SWIFT Stands Behind Its Global Payments Innovation Initiative


SWIFT’s year has been filled with controversy, the apex of which occurred when reports surfaced that cyberthieves infiltrated Bangladesh Bank via the SWIFT messaging system in February, resulting in $81 million stolen from the bank’s account at the New York Federal Reserve. Since, SWIFT has reported three new cyberbreaches that occurred over the summer.

All of this has occurred as the company has continued to expand the pilot phase of its global payments innovation (gpi) initiative, thus far signing on dozens of major financial institutions to an effort aimed at streamlining cross-border payments. But gpi has faced its own controversies, most notably when Ripple, a FinTech startup working on its own cross-border payments solution, began challenging SWIFT’s gpi and questioning its progressiveness; in a statement, Ripple called gpi “an iteration of exactly what SWIFT provides today with a marginal increase in speed for availability of funds.”

When PYMNTS spoke to SWIFT about some of the criticism it’s faced over gpi, Head of Payments Initiatives for the Americas and U.K. Region Stacy Rosenthal didn’t speak directly of Ripple’s swipes. Rather, she pointed to the competitive spirit of FinTech and argued that SWIFT is focusing on improving the infrastructure that corporates and FIs need to improve global payments — not on what she described as the FinTech hype sweeping the market.

“There are different perspectives when it comes to gpi,” she said. “And at the end of the day, there will always be competitors and new market entrants.”

The FinTech boom is loud and growing louder. FinTech — and the emerging RegTech trend — made a splash at SWIFT’s Sibos event this year, Rosenthal noted. But FinTech innovators can’t always deliver what’s needed in payments, especially when it comes to complying with regulations across borders.

“The competitive landscape is important to shape the way of the future,” she continued. “I think it’s all about how you look at the benefits from the corporate practitioner perspective: They want certainty that the payment is going to get there, they want confirmation, they want to know what their payment is for, they want to know where they have tracked cash.”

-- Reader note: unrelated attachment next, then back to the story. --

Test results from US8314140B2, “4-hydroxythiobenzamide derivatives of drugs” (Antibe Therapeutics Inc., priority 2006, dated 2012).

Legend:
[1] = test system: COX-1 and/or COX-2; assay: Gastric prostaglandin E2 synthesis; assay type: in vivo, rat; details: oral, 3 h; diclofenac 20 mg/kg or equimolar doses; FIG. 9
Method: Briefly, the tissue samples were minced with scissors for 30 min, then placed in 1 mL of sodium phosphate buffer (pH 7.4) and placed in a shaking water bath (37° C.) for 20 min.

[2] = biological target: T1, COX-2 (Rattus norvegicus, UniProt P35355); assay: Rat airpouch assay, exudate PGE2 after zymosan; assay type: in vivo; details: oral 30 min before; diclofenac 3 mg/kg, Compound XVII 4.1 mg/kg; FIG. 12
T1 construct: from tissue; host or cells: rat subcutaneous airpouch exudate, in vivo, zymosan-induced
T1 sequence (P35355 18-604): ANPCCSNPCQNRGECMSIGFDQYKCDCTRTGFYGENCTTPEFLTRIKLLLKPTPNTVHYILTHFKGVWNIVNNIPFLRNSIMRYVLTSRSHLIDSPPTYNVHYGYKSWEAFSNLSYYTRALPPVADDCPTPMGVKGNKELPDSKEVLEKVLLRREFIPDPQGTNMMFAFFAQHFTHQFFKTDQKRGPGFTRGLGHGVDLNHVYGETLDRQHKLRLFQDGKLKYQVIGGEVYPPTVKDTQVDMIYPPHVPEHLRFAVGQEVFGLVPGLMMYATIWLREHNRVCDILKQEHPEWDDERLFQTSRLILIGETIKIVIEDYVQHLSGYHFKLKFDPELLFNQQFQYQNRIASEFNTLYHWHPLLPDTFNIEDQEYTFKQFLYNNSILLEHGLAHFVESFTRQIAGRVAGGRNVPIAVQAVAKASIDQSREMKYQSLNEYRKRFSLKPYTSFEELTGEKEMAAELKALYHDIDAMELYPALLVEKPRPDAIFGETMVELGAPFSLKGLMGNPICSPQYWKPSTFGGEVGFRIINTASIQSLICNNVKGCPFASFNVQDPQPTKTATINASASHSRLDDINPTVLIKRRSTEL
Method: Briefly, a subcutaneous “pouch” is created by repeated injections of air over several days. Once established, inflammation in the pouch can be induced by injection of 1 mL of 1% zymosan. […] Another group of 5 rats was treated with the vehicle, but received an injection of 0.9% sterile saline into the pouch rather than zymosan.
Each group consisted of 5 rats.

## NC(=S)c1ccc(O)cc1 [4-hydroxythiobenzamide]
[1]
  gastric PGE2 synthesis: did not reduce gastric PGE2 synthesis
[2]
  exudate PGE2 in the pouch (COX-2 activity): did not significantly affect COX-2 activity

In a blog post, Ripple targeted gpi as an initiative that fails to truly deliver the level of innovation it argued is necessary for industry stakeholders today. Among its criticisms was a lack of speed.

“GPII [Global Payments Innovation Initiative] boasts settlement within a signal day,” Ripple wrote. “Same-day is an improvement, but we don’t believe it will keep up with consumers’ and businesses’ expectations for on-demand payments.”

But according to Rosenthal, speed isn’t at the top of corporates’ priority lists in their global payments needs.

“I hear so much excitement around the tracking capability and less around the speed,” she said. “We’re also improving the speed, and tech can move things like speed, but [innovators] still need to go through the framework and the foundation that exists, and banks still have to have an account with one another — they still have to have screening in place.”

In other words, new innovations and new market entrants still have to play by the rules.

“What we’re trying to do is improve what we have today and lay on top of it new technology to improve the client experience, lower the total cost of ownership or be a more efficient way of doing things,” the executive said.

SWIFT’s gpi uses the interbanking system to move money across borders, a process that itself has been the target of some criticism for being cumbersome, forcing payers to simply wait and see whether their money ends up where it’s supposed to, often not having any idea which banks touch the funds in the process. Rosenthal said these are the types of issues that corporate payers are most interested in and where gpi focuses its efforts.

“Today, [interbanking] is the most safe and sound way to move money efficiently and effectively around the world,” she stated, citing the global requirements of financial institutions to remain compliant with regulations, like KYC and risk mitigation efforts. “What the new market entrants are doing is, they may be offering a new user interface, but they’re still going over the traditional cross-border rails,” she continued. “That’s something I think is very important to know.”

In the spirit of competition, Ripple’s blog posts tackle all of these issues — speed, risk, compliance and payment transparency — to argue its own cross-border payments solution is superior to SWIFT’s. Rosenthal said, however, that corporates have expressed interest and excitement in SWIFT”s solution and the way it addresses all of these points of friction. Currently, 88 banks are signed onto gpi (Ripple recently announced 15 global banks are now on board with its initiative, as well as its latest funding round of $55 million).

SWIFT’s initiative is currently in pilot phase but is slated to see a full rollout next year, the company said. As it does, the company, like any, is sure to face new competition and criticism. Rosenthal said that it’s all part of the market and, in many ways, can be helpful to the industry overall.

“It’s adding energy to the collaborative nature of the community,” she said, “to bring innovation into corresponding banks and to continue to reshape the future of corresponding banking.”